HS2 achieves the project’s first tunnelling breakthrough

Image: HS2

HS2 on Tuesday marks the high-speed rail project’s very first tunnelling breakthrough. Last Friday, the 125-metre-long tunnel boring machine (TBM) used to tunnel under the Long Itchington Wood reached the reception box at the site’s South Portal.

Tunnelling activities began in December of last year, with teams working around the clock. Contractor Balfour Beatty had some 400 people on site for the job. Over the past seven months, they’ve been instrumental in installing 790 concrete rings already. These rings consist of eight two-metre-long segments each.

“This is a historic moment for the HS2 project, and I’d like to congratulate everyone involved in delivering it. The 400-strong team, including tunnelling engineers, TBM operators and constructions workers at both portal sites, have pulled out all the stops to achieve this fantastic milestone”, HS2 ceo Mark Thurston said.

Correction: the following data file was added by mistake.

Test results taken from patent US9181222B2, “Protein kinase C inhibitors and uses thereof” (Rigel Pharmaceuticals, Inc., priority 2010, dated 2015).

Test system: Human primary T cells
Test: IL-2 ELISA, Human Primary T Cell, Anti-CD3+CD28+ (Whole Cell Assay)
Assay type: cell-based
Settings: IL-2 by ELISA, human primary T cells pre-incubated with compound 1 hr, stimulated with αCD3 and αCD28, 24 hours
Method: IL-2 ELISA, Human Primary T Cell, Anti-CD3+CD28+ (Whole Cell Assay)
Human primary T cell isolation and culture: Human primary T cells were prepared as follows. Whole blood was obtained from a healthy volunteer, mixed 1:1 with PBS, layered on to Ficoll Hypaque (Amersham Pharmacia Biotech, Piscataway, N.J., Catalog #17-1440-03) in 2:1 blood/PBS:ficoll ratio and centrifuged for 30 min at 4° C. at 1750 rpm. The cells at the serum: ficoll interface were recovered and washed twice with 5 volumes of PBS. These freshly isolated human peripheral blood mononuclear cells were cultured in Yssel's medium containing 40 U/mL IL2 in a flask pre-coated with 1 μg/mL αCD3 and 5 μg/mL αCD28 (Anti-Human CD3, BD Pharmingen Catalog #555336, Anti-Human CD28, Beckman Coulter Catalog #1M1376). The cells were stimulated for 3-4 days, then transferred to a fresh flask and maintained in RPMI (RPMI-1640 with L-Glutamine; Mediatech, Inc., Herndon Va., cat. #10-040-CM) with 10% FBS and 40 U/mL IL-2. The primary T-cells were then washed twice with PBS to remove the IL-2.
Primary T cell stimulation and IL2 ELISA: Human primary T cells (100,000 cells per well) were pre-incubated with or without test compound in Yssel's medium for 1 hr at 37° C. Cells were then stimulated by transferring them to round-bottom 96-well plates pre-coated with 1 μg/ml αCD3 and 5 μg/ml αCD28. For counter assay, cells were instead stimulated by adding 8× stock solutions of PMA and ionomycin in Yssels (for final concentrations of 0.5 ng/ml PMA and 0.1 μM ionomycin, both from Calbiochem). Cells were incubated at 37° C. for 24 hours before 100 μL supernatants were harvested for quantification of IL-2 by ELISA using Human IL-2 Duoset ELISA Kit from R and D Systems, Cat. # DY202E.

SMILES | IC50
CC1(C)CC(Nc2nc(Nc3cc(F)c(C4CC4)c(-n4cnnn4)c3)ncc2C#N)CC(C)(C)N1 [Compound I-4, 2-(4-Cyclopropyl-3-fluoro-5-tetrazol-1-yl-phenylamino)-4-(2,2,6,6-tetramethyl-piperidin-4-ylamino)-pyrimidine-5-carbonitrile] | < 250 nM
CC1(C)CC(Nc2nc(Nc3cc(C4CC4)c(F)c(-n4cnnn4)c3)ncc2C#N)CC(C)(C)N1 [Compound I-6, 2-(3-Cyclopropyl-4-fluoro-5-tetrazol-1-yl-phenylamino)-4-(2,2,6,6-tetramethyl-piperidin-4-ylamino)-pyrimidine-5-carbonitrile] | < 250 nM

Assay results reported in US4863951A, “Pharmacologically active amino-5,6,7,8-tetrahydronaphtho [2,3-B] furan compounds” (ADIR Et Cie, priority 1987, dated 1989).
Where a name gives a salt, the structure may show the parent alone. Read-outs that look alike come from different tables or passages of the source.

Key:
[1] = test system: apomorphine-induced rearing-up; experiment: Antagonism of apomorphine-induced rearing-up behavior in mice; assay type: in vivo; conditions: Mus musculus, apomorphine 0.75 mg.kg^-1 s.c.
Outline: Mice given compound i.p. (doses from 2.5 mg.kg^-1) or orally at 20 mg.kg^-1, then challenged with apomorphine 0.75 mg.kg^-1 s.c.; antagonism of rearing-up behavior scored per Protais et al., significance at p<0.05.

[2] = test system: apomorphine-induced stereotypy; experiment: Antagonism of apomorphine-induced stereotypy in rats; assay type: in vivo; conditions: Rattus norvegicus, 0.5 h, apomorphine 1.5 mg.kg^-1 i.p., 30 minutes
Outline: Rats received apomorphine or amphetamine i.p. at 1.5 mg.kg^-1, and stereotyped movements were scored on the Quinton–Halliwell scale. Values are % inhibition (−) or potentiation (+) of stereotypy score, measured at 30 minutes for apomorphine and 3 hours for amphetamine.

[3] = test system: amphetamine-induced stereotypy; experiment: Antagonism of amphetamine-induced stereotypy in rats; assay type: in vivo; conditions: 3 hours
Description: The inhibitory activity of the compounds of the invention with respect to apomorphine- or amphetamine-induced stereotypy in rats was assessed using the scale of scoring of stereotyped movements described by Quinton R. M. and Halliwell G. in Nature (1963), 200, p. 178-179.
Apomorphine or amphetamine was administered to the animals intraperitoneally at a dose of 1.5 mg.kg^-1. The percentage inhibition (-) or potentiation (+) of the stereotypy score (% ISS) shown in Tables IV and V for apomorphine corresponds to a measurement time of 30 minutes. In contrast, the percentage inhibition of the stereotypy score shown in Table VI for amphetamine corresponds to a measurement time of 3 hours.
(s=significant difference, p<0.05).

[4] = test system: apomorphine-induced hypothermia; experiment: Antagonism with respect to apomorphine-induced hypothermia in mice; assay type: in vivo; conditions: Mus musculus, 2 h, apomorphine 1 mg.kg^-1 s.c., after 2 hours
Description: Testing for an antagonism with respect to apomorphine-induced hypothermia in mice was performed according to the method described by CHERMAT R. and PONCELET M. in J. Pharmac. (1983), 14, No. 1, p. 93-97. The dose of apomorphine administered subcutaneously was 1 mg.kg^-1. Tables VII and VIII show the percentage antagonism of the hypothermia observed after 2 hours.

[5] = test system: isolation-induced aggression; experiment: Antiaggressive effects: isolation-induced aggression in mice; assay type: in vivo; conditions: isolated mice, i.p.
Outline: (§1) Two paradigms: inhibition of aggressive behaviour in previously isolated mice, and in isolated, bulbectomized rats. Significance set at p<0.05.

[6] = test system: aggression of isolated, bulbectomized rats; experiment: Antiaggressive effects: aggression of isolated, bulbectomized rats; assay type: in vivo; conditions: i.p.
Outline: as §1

The TBM, named after Dorothy Hodgkin, the first British woman to win the Nobel Prize in Chemistry, will now be disassembled and transported back to the North Portal. There, it will be geared up for the second bore under the Long Itchnigton Wood. This ancient woodland is a Site of Special Scientific Interest due to its complex ecosystems.

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Author: Nick Augusteijn

Chief Editor, RailTech.com

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